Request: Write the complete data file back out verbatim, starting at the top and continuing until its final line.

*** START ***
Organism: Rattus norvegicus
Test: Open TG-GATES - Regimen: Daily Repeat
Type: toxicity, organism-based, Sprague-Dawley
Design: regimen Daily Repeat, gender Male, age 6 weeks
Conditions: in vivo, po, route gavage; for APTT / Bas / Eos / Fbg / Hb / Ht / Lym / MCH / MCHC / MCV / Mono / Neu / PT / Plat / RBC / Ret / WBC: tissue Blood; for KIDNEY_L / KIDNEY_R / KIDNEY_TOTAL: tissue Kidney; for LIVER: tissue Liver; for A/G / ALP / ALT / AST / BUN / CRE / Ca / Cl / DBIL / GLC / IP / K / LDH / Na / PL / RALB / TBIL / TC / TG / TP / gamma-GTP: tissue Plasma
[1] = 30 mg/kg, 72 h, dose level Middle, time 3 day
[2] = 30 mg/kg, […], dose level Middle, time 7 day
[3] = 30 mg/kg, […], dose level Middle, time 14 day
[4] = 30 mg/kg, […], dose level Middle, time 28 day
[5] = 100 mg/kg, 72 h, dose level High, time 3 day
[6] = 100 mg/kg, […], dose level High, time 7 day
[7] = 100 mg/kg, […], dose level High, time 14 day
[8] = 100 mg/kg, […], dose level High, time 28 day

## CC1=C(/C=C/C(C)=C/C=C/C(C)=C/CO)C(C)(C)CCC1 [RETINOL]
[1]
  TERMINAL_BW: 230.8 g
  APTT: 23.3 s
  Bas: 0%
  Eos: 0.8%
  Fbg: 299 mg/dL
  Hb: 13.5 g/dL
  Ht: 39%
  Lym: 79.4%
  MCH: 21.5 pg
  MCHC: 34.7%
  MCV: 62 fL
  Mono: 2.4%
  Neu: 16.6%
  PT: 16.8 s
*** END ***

Organism: Rattus norvegicus
Test: Open TG-GATES - Regimen: Daily Repeat
Type: toxicity, organism-based, Sprague-Dawley
Design: regimen Daily Repeat, gender Male, age 6 weeks
Conditions: in vivo, po, route gavage; for APTT / Bas / Eos / Fbg / Hb / Ht / Lym / MCH / MCHC / MCV / Mono / Neu / PT / Plat / RBC / Ret / WBC: tissue Blood; for KIDNEY_L / KIDNEY_R / KIDNEY_TOTAL: tissue Kidney; for LIVER: tissue Liver; for A/G / ALP / ALT / AST / BUN / CRE / Ca / Cl / DBIL / GLC / IP / K / LDH / Na / PL / RALB / TBIL / TC / TG / TP / gamma-GTP: tissue Plasma
[1] = 30 mg/kg, 72 h, dose level Middle, time 3 day
[2] = 30 mg/kg, […], dose level Middle, time 7 day
[3] = 30 mg/kg, […], dose level Middle, time 14 day
[4] = 30 mg/kg, […], dose level Middle, time 28 day
[5] = 100 mg/kg, 72 h, dose level High, time 3 day
[6] = 100 mg/kg, […], dose level High, time 7 day
[7] = 100 mg/kg, […], dose level High, time 14 day
[8] = 100 mg/kg, […], dose level High, time 28 day

## CC1=C(/C=C/C(C)=C/C=C/C(C)=C/CO)C(C)(C)CCC1 [RETINOL]
[1]
  TERMINAL_BW: 230.8 g
  APTT: 23.3 s
  Bas: 0%
  Eos: 0.8%
  Fbg: 299 mg/dL
  Hb: 13.5 g/dL
  Ht: 39%
  Lym: 79.4%
  MCH: 21.5 pg
  MCHC: 34.7%
  MCV: 62 fL
  Mono: 2.4%
  Neu: 16.6%
  PT: 16.8 s